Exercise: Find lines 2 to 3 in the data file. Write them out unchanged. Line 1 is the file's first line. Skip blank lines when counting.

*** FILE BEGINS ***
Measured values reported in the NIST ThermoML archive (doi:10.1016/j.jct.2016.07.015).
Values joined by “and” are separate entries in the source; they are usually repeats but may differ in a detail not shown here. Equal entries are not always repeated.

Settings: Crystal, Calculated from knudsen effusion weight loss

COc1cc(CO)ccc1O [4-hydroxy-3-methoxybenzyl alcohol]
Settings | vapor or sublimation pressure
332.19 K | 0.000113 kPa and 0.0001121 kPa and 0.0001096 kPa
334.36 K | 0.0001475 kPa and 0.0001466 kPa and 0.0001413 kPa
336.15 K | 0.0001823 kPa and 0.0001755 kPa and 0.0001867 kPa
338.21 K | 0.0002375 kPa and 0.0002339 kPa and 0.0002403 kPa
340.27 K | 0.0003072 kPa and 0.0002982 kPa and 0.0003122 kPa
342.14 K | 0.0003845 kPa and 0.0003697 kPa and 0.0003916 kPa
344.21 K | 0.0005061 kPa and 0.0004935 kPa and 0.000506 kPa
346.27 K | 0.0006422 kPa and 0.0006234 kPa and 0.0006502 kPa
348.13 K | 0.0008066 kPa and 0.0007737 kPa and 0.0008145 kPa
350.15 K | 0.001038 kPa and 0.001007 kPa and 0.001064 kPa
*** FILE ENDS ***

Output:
Values joined by “and” are separate entries in the source; they are usually repeats but may differ in a detail not shown here. Equal entries are not always repeated.

Settings: Crystal, Calculated from knudsen effusion weight loss